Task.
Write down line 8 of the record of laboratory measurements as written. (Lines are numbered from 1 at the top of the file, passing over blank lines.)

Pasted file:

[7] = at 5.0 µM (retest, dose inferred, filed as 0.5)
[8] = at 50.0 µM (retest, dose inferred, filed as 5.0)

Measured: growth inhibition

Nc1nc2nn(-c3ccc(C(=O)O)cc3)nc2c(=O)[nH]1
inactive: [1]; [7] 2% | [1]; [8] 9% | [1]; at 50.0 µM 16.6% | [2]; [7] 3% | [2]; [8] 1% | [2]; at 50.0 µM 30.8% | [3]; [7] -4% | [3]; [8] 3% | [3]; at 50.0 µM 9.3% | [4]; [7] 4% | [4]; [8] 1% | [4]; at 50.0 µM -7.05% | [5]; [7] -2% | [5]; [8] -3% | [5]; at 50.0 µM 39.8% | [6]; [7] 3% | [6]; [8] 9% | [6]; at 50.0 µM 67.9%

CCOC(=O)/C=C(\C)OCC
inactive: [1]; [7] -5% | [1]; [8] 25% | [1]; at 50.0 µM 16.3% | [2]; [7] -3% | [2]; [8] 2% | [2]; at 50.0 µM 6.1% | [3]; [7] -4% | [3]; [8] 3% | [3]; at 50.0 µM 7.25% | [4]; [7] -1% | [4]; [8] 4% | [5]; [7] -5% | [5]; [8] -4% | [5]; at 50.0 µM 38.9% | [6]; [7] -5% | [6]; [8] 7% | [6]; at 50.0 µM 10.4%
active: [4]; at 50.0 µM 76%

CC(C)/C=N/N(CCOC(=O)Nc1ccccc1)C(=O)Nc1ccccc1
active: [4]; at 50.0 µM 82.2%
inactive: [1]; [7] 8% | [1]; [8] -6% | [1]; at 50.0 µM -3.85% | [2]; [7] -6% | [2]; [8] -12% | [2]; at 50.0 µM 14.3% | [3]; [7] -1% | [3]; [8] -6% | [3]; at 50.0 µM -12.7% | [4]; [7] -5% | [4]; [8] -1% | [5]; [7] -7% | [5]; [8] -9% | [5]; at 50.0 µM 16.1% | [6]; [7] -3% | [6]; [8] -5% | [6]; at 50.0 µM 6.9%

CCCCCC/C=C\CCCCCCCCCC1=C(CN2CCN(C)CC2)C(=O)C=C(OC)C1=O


active: [4]; at 50.0 µM 76%